On the eve of Trade and Export Growth Minister Damien O’Connor’s visit to the UK and Europe, Beef + Lamb New Zealand (B+LNZ) and the Meat Industry Association (MIA) say the negotiations are an opportunity for both Britain and the EU to prove their trade credentials.
“If the quality and ambition continues to fall short, there will have to be questions asked about the benefit to New Zealand – and if you can’t conclude a Free Trade Agreement with us, then who?” says Sam McIvor, chief executive of B+LNZ.
“There remains a significant gap between ambition and what is currently on offer so this is where the rubber hits the road.”
Sirma Karapeeva, chief executive of the Meat Industry Association, says the importance of the agreement to New Zealand’s red meat sector cannot be overstated.
“Improved access to the UK and the EU markets for our products, including sheepmeat, beef and co-products such as pet food, leather and processed meats, will provide significant returns to our sector.”
New Zealand farmers and exporters will especially be seeking improvements to beef access as part of the negotiations.
“We have strong historical ties with customers in both markets and have been exporting high-quality, safe and sustainable products there for nearly 140 years. However, New Zealand’s beef access is limited by a small quota with a high in-quota tariff and we will be looking for significant improvements in this area.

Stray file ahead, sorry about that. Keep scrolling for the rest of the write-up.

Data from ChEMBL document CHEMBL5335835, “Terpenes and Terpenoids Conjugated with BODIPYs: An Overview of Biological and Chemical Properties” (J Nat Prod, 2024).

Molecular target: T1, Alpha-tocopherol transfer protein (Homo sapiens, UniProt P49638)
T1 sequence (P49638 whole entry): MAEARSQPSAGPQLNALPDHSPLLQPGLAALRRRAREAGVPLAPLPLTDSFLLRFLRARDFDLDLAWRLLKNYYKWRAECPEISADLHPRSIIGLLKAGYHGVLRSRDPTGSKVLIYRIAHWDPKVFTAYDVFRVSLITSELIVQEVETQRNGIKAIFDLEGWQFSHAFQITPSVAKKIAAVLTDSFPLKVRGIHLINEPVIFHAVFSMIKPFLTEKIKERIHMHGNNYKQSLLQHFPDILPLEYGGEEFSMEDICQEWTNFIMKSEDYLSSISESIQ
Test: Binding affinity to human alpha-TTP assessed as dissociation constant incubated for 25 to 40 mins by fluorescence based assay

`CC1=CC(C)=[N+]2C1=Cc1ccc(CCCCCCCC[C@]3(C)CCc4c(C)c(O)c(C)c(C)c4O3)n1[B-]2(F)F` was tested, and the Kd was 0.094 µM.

“Consumers in the UK and the EU have high expectations for how their food is produced and care deeply about how their food is produced.
“As suppliers of high quality, safe and sustainable red meat, New Zealand is an exemplary partner for those markets.”
Mr McIvor says although British farmers may have some concerns about an FTA with New Zealand, there are benefits for both sides.
“Our production seasons complement each other so this ensures consumers have access all year round to high-quality and nutritious food that has been raised to the highest animal welfare and environmental standards.
“This helps maintain market stability and prices that benefit producers and consumers in both the UK and New Zealand. New Zealand has demonstrated that it is a responsible trader. Companies maintain strong relationships with customers across our markets and supply products according to demand and market prices.”
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